Mumbai: Century-old rail over bridges await demolition
The fate of two of the oldest Railway Overbridges (ROBs) of Mumbai — Carnac Bunder, built almost 145 years ago, and Hancock, which is more than 135 years old, hangs in the middle with both Central Railway (CR) and Brihanmumbai Municipal Corporation (BMC) laying claims to demolishing them. Once the bridges are demolished, the civic body will have to rebuild them. The demolition, which was to take place before the monsoons this year, is already delayed.
The Carnac Bunder, which links P D’Mello Road and Carnac Bunder, and Hancock Bridge in Mazgaon, have been closed for heavy vehicles for the past few weeks, as they can’t take the load. “The bridges are very old. They look strong, but they might have grown weak internally,” said a CR official on condition of anonymity.
While the civic body wants to demolish both the ROBs and rebuild new ones; the CR authorities are not keen on allowing BMC to intrude on their property and demolish them.
Sources say that the reason the CR authorities don’t want any other agency to carry out the demolition process, is because they want to ensure that the train traffic below does not get disturbed. “We have asked for around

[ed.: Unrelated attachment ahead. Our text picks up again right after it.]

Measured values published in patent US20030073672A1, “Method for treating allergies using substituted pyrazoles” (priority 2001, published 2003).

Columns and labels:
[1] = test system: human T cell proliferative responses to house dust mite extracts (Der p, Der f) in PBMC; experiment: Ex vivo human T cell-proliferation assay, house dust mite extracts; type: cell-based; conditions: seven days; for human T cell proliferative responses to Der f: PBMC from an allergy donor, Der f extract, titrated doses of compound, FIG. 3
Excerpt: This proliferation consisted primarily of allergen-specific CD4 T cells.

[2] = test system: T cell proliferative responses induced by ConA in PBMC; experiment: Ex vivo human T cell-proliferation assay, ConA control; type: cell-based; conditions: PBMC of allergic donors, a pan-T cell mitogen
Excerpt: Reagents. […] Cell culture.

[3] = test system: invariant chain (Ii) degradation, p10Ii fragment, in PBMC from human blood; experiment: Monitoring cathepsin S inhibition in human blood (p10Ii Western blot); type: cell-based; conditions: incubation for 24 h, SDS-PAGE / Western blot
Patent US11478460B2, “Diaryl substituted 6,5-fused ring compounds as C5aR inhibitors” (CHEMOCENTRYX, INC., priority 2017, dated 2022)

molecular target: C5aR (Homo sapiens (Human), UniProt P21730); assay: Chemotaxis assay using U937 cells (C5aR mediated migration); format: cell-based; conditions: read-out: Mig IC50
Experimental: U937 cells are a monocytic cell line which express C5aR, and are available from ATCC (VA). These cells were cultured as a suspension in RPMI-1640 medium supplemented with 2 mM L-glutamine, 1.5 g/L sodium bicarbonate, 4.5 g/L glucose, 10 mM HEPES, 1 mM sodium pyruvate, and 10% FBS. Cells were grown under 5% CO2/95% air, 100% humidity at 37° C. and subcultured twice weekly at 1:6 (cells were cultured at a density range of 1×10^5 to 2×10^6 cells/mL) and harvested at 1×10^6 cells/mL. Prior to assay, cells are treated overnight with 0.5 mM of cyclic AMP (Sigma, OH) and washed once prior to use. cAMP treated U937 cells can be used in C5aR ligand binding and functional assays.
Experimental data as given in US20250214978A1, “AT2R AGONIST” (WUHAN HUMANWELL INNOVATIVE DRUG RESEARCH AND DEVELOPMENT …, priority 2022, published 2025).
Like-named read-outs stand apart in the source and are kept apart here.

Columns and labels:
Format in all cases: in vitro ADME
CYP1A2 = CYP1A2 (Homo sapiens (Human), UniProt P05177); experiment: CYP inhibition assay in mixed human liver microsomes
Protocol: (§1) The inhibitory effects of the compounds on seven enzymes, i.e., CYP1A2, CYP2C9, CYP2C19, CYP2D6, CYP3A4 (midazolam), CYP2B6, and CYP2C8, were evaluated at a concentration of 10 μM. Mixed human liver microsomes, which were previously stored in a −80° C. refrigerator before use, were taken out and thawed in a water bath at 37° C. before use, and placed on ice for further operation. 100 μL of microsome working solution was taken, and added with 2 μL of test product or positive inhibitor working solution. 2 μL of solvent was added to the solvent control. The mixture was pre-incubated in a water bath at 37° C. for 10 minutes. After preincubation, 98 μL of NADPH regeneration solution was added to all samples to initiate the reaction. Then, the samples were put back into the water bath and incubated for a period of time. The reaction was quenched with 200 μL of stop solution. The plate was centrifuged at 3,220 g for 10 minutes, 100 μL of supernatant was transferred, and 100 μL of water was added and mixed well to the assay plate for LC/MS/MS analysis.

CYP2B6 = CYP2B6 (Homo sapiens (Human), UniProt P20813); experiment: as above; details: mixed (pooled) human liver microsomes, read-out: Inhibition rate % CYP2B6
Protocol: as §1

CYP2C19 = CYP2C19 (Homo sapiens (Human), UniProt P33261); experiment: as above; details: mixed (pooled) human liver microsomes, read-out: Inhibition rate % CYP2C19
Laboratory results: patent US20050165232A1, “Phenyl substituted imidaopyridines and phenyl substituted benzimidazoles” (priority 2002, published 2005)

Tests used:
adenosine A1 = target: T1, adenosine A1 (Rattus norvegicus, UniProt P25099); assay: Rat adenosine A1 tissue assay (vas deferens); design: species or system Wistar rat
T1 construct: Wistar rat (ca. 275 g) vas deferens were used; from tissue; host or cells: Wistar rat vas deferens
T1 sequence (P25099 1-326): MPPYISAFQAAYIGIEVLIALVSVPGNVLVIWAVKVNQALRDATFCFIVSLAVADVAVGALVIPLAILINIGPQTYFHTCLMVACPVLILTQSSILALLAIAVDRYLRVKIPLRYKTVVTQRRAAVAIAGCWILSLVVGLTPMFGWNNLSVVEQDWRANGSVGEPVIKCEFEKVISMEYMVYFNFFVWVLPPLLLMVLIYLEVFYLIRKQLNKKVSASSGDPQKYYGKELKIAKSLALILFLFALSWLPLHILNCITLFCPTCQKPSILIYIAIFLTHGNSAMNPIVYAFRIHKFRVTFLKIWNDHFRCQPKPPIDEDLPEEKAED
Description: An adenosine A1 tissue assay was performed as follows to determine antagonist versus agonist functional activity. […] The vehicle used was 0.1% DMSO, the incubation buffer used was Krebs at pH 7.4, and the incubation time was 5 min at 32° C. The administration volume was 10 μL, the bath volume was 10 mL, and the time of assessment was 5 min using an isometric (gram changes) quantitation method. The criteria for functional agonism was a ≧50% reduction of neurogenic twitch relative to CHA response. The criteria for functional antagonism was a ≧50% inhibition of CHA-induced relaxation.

R4 crore to carry out the demolition,” said M Gupta, CAO (Construction).
Once they get the money, the Railway authorities will carry out the demolition work of these stone bridges, which is likely to take at least a fortnight. Sources said that they will preserve part of the bridges for their heritage value, as their plaques and the stones used to build them are still strong.
On the other hand, the BMC officials also want to demolish and rebuild the bridges. “The CR authorities have submitted us the changes that need to be incorporated in constructing the new bridges,” said S Kori, chief engineer (Bridges), BMC.
The cost to rebuild portions of the bridges has been estimated at R30 crore. The new bridges will be 15 metre longer in length to accommodate the fifth and sixth lines and 3.5 metres in height from tracks for the power upgradation from 1,500-volt DC to 2,5000-volt AC.